Women's Suffrage Statue Set For Congessional Vote

Next year, the United States will be celebrating100 years of universal female suffrage. It is only right that this anniversary be celebrated, with a prominent statue to some of the great heroines of American history.

National Women's Party protest outside of the White House, 1919
Patrick Sullivan, Political Editor
On 19 September 2019 13:39

The United States House of Representatives is set to vote on a bill to install a statue celebrating Women’s Suffrage on the National Mall, in Washington D.C.

The proposed statue “Every Word We Utter” was designed by Colorado-based sculptor, June DeDecker in order to celebrate the centenary of the passage of the 19th amendment to the United States Constitution, which guaranteed universal female suffrage, on August 18th 2020.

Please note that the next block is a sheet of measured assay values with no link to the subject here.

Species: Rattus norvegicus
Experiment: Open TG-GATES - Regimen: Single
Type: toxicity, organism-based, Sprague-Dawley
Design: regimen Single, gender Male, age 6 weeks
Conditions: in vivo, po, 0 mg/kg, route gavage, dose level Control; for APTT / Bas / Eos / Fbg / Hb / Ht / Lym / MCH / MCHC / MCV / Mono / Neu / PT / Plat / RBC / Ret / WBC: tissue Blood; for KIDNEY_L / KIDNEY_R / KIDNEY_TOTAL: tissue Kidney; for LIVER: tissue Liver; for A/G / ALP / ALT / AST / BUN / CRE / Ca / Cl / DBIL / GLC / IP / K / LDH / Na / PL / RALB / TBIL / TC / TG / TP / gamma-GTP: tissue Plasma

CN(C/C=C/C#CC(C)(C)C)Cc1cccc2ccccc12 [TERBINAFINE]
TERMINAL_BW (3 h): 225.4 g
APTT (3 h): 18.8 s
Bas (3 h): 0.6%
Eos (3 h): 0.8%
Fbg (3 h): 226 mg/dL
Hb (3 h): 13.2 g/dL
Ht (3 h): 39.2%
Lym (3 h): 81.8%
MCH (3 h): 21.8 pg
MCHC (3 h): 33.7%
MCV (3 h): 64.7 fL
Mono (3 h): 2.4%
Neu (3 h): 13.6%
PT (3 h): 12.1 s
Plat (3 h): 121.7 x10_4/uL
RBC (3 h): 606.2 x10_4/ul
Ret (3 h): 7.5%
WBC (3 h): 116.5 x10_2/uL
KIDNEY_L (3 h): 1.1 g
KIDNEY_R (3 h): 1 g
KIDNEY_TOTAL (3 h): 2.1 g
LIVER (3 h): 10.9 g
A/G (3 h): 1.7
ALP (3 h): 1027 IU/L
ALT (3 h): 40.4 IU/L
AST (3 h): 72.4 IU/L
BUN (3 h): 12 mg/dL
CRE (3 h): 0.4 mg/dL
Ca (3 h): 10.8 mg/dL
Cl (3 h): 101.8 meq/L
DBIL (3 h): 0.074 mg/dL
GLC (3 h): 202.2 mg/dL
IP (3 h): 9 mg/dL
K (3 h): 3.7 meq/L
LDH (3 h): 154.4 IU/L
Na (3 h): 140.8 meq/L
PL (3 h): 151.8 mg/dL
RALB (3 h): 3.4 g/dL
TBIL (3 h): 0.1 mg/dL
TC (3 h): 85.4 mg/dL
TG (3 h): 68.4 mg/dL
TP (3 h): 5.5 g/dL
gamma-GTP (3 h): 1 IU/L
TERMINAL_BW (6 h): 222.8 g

DeDecker has won numerous awards for her work, including winning the prestigious C. Percival Dietsch Prize for Sculpture in the round, in 2008. Some relevant other pieces of her artwork include the statues “Harriet Tubman” at the Clinton Library in Little Rock, Arkansas, “Emily Dickinson” at Converse College in Spartanbury, South Carolina and “Amelia Earhart” at the Earhart Elementary School in Oakland, California.

In 2018, the first statue of a woman on Parliament Square in Westminster was unveiled, to commemorate the centenary of the passage of the Representation of the People Act , which guaranteed universal female suffrage in Great Britain.

The woman honoured with the statue was Dame Millicent Fawcett, who not only was President of the National Union of Women’s Suffrage Societies, but also co-founded Newham College, Cambridge University, and broke away from the Liberal Unionists in 1904 over Joseph Chamberlain’s challenge to Britain’s long-standing free-trade policy.

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